I have code in my tree that makes view source pass the test at http://ntiaotiant2.ntia.doc.gov/test/mozillatest.html just fine (modulo another cache bug, actually, but that bug causes us to get a too-old version from cache at times, which is not nearly as bad as what we do now). The POST data is remembered and the number of requests is not incremented. I'm not attaching a patch yet because I'm waiting on feedback regarding some interface changes I've had to make and because the code has some issues I'd like to clean up before wasting anyone's time with review...
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I am a web developer and I run into this bug everyday when I am using mozilla to test my code. I can assure you that when view source is choosen, the code is reexecuted, and quite frankly it is driving me nuts because I can never view the source I am looking for since the page is dynamically generated and when the page is reloaded the page is in a different state.
I just spend several hours till I discovered that mozilla is having major troubles with view-source. Think we should focus on this not to displease the whole web-developer community.
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and even worse, a form will be resubmitted and the data will show up twice in email/database/stuff. that's not really what anyone wants. the source of the currently loaded page should be in a special variable so that it can be easily used for operations such as VIEW SOURCE and SAVE PAGE.
Rather than store source in a variable, storing a hard reference to the entry in the cache is sufficient. But that should mainly be for the current page. Do normal users really want the source of the 150 pages they've visited today stuck in memory? (Though maybe if hard references to the cache allowed the cache to put stuff to disk and retrieve on use, it would be a different story.)
there are two ways to solve this problem (both of which are supported by necko) 1) use a hard reference to the cache entry (called a cache token) 2) use a soft reference to the cache entry (called a cache key) with either of these methods you can identify a cache entry a pull it out of the cache (disk or mem) without incurring a network hit. see nsICachingChannel for details.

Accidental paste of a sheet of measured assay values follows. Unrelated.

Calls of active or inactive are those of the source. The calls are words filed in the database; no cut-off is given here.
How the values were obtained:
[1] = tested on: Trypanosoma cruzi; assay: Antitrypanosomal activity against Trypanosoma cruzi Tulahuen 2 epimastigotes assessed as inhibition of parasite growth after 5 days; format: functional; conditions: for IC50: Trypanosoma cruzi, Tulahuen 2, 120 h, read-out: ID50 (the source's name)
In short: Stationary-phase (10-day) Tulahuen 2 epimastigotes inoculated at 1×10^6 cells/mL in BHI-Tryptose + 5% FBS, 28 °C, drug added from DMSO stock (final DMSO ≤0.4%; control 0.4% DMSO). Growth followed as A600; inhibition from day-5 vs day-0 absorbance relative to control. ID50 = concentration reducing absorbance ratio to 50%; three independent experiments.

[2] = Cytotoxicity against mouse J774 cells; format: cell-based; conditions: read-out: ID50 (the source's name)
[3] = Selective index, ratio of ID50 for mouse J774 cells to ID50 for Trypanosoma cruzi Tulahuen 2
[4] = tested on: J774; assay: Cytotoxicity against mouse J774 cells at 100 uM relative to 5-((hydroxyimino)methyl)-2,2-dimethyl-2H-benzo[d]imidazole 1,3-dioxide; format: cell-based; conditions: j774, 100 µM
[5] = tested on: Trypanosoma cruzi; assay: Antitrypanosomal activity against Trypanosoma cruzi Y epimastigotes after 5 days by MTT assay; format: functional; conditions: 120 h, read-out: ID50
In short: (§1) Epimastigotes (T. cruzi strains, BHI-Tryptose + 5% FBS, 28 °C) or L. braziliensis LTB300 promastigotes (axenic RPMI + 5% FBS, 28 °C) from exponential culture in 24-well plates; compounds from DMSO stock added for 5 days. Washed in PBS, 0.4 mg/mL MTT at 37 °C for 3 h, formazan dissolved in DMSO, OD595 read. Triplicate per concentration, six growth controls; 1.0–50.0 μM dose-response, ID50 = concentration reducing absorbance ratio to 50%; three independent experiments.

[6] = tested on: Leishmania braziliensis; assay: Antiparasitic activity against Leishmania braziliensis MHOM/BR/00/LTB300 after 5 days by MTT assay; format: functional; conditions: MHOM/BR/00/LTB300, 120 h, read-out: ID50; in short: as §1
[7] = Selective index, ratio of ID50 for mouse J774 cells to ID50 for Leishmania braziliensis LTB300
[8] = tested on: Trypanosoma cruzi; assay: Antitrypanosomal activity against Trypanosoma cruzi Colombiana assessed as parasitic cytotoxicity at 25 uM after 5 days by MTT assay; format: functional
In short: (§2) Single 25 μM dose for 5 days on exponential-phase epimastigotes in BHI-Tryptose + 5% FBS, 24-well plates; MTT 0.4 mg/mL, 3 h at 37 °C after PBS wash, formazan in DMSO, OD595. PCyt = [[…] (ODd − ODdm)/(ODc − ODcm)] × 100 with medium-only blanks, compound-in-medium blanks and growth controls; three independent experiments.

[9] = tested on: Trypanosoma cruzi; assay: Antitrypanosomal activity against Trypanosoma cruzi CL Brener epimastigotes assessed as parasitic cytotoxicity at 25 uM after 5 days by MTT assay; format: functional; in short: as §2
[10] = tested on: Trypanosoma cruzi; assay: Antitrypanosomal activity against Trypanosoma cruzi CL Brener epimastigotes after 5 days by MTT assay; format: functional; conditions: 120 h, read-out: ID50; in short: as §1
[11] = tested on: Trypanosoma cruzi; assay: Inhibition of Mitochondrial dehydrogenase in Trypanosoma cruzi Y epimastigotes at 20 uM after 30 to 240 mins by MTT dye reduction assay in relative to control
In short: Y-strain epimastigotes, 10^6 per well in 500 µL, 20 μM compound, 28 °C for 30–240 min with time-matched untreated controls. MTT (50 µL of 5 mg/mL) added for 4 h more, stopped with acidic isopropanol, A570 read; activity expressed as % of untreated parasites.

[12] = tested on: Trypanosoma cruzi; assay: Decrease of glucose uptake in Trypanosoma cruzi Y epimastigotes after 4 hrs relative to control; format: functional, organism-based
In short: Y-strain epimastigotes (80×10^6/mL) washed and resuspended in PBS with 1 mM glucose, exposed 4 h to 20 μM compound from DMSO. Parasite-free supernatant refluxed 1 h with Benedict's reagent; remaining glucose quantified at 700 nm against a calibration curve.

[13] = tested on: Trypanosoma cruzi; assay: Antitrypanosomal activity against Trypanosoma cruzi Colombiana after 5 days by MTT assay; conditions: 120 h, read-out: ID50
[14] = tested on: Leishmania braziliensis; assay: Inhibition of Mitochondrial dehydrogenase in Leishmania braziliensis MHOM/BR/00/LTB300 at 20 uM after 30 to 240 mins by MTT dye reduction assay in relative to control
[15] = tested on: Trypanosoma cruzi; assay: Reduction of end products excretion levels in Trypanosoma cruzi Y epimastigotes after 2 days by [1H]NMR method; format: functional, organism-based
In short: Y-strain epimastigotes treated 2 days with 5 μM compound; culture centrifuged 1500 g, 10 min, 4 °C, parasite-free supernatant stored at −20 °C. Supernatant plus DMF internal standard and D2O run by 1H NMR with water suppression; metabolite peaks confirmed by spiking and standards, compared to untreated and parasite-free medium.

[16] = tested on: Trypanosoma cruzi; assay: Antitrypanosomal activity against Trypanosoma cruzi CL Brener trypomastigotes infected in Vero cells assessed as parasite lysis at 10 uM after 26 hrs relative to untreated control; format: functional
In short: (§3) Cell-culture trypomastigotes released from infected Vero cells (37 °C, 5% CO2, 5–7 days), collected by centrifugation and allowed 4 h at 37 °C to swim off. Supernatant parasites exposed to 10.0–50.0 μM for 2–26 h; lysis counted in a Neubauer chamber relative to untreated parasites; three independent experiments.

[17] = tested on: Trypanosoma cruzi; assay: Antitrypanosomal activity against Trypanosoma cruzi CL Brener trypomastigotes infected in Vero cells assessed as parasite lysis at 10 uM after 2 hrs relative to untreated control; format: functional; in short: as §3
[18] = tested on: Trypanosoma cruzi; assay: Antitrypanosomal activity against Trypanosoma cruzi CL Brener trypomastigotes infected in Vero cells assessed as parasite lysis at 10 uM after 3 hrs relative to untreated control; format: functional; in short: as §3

16 years ago
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I know this has been said before, but: If developers of dynamic content can't "view source", MOZILLA WILL NOT BE SUPPORTED BY DEVELOPERS. It is not acceptable that when I have problem on a page that I'm developing and go to view source, I CAN"T VIEW IT because VIEW SOURCE makes ANOTHER request to the server and returns something other than what I need to see. How long has this bug been sitting out there? ALMOST ONE YEAR. That's one full year of developers throwing up their hands in frustration, saying, "we can't support Mozilla or Netscape 6 because we can't debug our pages on it". You are slitting your own throats here, and it isn't Microsoft's fault that you are losing market share (for once). Fix it. Fix it now. I want to support Mozilla.
Here here! I can't believe this one has remained a problem for so long. I'm a web developer, and this is a constant frustration to me and my co-workers. Please make it a high priority... I'd hate to see it slide any longer.
Well, I don't know what's got everyone all twitchy about this, but I agree with the last two commenters. I started and stopped using Mozilla for debugging and browsing in general back in May. Even Netscape 4.78 is no good, it seems to hide my html comments. I went back and am sticking to 4.77. If I weren't a Linux developer, I'd switch to IE now.